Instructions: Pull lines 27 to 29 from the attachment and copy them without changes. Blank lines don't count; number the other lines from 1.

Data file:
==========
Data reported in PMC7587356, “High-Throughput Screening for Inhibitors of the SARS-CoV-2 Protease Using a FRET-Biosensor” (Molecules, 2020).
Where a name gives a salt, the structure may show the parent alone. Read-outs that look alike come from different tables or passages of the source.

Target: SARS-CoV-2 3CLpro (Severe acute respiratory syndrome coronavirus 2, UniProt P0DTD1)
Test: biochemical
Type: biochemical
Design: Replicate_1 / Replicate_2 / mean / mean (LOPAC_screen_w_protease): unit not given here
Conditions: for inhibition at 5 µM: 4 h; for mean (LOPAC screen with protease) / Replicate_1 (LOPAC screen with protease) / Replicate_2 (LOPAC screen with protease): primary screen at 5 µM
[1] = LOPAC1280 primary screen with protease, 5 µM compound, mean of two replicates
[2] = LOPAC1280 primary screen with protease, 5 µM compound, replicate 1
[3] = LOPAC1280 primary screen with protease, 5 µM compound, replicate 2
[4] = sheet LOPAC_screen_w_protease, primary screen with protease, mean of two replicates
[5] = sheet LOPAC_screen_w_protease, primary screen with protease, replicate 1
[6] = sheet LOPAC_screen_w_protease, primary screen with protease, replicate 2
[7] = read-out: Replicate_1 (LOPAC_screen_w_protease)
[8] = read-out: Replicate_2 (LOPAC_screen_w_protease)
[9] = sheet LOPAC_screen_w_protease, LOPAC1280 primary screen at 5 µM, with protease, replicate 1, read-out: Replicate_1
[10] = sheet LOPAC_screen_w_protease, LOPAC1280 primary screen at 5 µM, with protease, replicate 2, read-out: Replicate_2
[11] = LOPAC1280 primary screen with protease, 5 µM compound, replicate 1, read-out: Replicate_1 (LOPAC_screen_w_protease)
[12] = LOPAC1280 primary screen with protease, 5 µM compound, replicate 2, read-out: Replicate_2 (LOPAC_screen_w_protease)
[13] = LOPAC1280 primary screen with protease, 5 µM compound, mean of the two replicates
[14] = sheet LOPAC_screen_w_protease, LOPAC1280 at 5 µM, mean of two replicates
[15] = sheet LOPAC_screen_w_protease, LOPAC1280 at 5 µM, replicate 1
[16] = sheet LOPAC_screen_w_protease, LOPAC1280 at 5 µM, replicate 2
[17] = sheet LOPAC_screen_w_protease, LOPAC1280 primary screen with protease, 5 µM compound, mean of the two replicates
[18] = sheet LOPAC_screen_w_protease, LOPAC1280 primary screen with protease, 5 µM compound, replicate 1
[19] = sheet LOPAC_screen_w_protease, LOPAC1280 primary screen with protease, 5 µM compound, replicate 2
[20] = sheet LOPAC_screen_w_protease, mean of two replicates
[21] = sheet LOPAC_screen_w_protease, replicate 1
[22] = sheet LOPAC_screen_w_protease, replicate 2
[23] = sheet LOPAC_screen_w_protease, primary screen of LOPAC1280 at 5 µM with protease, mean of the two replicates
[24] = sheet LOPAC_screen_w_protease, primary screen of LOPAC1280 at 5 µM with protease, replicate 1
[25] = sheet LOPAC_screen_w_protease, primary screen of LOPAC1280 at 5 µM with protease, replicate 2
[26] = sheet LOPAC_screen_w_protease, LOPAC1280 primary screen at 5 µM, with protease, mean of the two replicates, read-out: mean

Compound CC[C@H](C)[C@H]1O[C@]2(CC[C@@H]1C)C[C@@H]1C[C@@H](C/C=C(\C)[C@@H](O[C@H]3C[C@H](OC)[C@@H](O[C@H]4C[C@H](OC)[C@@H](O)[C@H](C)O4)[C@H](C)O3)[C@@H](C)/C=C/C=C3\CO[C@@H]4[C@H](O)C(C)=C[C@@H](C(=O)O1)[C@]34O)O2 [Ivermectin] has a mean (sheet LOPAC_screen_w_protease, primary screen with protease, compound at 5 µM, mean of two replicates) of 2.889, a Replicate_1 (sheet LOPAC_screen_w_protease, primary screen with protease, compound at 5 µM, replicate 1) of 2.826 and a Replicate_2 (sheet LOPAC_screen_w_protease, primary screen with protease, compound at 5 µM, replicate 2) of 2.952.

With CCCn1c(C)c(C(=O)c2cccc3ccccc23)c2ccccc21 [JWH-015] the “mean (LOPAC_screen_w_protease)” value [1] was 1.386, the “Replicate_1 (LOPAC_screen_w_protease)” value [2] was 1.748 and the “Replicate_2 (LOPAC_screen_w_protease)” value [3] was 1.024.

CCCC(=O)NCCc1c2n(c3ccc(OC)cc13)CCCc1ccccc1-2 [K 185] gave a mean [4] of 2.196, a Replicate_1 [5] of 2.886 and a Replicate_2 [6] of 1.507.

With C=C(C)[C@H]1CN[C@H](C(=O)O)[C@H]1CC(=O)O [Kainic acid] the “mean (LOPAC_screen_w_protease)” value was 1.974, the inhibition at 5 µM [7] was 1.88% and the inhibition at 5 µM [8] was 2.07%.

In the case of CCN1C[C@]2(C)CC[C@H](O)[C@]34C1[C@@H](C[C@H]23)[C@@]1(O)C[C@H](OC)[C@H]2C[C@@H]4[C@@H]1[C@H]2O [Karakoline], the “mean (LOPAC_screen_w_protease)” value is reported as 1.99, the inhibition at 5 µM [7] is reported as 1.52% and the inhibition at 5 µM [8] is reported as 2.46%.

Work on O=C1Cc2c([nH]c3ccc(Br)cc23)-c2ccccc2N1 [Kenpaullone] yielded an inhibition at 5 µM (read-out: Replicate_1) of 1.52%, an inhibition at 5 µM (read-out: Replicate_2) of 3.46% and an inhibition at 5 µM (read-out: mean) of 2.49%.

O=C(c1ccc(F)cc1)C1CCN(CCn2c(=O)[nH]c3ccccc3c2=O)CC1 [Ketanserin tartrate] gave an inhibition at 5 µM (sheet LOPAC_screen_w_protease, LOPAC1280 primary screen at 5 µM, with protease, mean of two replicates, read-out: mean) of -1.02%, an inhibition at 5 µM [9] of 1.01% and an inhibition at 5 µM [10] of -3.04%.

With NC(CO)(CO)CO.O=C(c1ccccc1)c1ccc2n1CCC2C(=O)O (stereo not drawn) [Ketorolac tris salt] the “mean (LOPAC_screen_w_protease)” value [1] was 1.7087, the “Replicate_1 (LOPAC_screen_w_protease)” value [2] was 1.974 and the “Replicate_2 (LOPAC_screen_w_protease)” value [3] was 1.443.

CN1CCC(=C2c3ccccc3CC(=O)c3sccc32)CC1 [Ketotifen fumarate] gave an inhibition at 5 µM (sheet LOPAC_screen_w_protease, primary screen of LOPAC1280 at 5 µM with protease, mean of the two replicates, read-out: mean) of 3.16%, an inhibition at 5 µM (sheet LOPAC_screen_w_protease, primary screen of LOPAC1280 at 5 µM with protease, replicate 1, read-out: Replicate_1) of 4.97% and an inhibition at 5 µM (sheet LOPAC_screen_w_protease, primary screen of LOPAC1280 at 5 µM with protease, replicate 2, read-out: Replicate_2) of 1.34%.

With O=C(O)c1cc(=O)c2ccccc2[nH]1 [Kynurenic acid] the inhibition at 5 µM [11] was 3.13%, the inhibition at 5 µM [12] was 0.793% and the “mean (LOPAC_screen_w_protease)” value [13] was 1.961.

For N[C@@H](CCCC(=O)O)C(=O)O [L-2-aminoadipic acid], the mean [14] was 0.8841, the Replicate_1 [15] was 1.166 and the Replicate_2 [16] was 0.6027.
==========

[20] = sheet LOPAC_screen_w_protease, mean of two replicates
[21] = sheet LOPAC_screen_w_protease, replicate 1
[22] = sheet LOPAC_screen_w_protease, replicate 2